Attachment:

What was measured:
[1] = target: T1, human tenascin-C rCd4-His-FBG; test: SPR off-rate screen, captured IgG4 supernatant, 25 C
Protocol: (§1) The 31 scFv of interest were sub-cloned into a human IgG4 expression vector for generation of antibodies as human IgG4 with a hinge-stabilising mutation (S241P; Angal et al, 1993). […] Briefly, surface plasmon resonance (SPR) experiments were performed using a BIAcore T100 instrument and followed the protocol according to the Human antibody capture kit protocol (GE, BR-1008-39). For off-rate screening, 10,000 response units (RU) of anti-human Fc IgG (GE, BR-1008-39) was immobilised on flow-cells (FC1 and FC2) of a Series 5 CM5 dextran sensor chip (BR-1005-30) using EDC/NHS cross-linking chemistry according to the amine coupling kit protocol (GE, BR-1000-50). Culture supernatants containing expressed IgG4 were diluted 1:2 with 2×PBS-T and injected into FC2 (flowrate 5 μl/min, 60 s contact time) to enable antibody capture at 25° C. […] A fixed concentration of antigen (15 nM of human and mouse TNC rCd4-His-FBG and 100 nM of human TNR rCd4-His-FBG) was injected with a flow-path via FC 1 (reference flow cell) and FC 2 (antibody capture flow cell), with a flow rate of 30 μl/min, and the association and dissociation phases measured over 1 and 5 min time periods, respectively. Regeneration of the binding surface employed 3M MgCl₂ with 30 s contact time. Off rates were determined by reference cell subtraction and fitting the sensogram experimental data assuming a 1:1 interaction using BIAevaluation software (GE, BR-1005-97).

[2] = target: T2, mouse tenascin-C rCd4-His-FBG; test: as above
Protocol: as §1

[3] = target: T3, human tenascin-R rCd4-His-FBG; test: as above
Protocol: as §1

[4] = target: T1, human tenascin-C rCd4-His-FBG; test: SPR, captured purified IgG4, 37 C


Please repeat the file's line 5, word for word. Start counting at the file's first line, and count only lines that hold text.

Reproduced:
Protocol: as §1